Matcha: powdered green tea. In Japan the Japanese tea ceremony is the ritual of serving, and drinking of matcha.
Matsunoyuki literally pine snow is a Japanese sweet made by sprinkling ground caramel on to a dark green gyūhi in the shape of a pine tree. Matsunoyuki is intended to illustrate snow on a pine tree, a symbol of long life and a strong life force.
Meshi: informal word for cooked rice (can also mean "meal.")
Mirin: sweetened cooking sake.
Miso: fermented soybean paste.
Miso soup: is a traditional Japanese soup consisting of a stock called "dashi" into which is mixed softened miso paste. Many other ingredients are added depending on preference.
Mizutaki: Japanese Sukiyaki dish putting the sliced beef, vegetables, bean curd and others in the boiling soup, and seasoning them them with PONZU
Mochi: Pounded rice cakes prepared by pounding steamed glutinous rice with a mortar and pestle, are indispensable for Japanese ceremonial feasts.
Mochiko: is glutinous rice flour
Mori-soba: a cold soba noodle (buckwheat noodles) dish served with a dipping sauce called soba tsuyu.
Myoga: variety of ginger, Flower buds and shoots are finely shredded and used in Japanese cuisine as a garnish
How To Make Oden
How to Make Onigiri (Japanese Rice Balls)
Glossary N thru R
Nabemono: quick cooked stew.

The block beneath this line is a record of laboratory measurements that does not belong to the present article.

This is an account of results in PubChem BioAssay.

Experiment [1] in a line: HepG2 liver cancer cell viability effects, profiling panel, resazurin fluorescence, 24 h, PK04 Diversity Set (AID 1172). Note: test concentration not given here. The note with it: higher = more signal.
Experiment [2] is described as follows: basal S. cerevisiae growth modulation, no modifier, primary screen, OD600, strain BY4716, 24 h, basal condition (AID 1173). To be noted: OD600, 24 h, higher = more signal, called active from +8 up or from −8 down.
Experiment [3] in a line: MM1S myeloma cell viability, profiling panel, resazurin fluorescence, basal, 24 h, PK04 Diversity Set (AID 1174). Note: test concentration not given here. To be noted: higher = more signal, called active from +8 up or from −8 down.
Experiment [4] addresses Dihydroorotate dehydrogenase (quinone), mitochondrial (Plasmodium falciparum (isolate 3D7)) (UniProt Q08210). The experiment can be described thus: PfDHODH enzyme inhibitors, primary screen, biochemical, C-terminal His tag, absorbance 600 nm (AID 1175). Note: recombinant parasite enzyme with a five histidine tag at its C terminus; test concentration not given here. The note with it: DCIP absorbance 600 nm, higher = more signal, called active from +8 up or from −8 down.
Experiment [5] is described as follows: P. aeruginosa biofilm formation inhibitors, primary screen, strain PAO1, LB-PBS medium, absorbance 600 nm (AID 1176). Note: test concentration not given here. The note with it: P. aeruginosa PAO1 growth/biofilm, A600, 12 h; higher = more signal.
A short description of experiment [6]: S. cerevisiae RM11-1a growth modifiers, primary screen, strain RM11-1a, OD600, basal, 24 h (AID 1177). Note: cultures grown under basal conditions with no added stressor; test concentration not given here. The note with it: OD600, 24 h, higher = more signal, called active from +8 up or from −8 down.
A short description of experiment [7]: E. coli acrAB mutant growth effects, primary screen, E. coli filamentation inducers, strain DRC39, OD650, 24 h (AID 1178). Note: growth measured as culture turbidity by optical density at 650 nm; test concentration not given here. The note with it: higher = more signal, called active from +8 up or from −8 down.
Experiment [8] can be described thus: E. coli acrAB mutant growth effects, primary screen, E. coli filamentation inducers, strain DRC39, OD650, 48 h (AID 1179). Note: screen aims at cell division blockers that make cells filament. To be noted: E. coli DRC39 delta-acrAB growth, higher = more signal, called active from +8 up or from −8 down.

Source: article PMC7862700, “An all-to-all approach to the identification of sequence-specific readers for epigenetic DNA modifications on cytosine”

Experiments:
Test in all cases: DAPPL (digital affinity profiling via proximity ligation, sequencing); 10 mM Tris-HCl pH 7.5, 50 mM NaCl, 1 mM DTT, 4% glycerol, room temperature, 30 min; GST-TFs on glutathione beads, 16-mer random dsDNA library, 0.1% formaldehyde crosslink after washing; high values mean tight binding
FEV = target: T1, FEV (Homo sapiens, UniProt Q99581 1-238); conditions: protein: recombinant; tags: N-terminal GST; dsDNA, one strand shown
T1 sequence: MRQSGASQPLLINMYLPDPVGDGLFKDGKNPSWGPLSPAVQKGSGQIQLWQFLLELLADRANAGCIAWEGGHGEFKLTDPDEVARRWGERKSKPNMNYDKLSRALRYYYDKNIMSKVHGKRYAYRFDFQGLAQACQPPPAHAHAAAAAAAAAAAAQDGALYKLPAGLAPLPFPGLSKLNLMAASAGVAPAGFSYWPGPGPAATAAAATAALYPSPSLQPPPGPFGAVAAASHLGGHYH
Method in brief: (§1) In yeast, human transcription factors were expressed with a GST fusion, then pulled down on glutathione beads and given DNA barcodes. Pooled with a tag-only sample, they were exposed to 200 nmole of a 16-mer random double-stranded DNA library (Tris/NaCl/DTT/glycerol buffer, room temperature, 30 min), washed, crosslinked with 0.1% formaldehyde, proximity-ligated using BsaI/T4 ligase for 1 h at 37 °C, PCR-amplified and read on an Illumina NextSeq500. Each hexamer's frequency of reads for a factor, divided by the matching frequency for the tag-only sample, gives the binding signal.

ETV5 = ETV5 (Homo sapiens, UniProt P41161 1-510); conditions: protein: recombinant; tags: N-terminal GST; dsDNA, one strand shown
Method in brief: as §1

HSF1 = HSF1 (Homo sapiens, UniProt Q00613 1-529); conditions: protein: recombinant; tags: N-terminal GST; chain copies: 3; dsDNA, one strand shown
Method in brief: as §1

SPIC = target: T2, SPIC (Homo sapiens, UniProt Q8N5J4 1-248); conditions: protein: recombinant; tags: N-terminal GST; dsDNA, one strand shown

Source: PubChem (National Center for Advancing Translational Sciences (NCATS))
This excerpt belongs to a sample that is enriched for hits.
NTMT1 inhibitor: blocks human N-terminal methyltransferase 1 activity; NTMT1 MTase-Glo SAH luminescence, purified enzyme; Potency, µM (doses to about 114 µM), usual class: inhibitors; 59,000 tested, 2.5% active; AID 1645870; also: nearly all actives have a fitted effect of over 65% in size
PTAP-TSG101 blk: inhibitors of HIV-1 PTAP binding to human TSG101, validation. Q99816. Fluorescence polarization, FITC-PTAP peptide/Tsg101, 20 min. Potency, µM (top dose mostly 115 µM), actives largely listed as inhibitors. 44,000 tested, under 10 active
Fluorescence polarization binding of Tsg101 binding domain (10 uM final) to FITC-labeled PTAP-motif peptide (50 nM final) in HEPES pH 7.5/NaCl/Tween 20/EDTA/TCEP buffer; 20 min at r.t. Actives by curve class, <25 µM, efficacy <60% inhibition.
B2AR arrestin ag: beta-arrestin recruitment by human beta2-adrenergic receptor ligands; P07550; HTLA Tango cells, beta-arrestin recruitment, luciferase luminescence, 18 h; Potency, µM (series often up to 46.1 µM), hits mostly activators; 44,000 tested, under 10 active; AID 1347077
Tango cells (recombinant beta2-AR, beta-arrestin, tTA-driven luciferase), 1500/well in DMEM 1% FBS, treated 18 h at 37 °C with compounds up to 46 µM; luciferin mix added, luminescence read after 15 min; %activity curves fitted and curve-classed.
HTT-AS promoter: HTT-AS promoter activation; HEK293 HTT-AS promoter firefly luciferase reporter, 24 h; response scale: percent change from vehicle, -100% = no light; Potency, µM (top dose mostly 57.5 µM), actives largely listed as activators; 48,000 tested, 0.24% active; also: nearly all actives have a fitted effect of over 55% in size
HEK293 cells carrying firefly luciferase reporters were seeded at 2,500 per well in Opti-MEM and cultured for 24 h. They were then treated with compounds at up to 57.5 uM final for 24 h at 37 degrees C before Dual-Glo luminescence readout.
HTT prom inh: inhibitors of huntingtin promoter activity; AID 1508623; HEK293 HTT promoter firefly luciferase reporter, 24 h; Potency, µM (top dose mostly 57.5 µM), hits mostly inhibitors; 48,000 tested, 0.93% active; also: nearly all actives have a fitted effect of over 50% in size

Nasu: Japanese eggplant.
Natto: sticky fermented soybeans, a rich source of protein and probiotics.
Nigirizushi: "hand-formed sushi" consists of a small rectangular mound ofsushi rice with raw fish draped over it.
Nihonshu: specific word for rice wine (sake), in Japan, sake is a word for alcoholic beverages in general.
Nimono: foods stewed in sake and soy sauce.
Nori: The black wrapper we often see on sushi rolls is a dried seaweed called Nori which is processed much like paper into edible sheets.
Nuka: rice bran used for pickling, Japanese people also add it to the water when boiling bamboo shoots and use it for dish washing
Oden: a Japanese one-pot winter dish in which ingredients are simmered in soy sauce based soup.
Ohagi, or botamochi, are sweet rice balls which are usually made with glutious rice.
Oishii: word meaning delicious.
Okowa: cooked glutinous rice
Okazu A side dish to accompany rice. Made from fish, meat, vegetable, or tofu and designed to add flavor to the rice. In modern Japanese cuisine, Okazu can accompany noodles in place of rice.
Okonomiyaki: egg "pancakes" containing many ingredients such as diced seafood, vegetables, or meat, that are grilled and topped with a savory sauce. The name is derived from the wordokonomi, meaning "what you like" or "what you want", andyaki meaning "grilled" or "cooked"
Oshinko: pickle daikon or other pickled vegetables ("fresh fragrence").
Onigiri also known as omusubi or rice ball, is made from white rice formed into triangular or oval shapes and often wrapped in nori. filled with salty or sour ingredients as a natural preservative.
Osechi ryoori: traditional New Year's food.
Otsumami: See sakana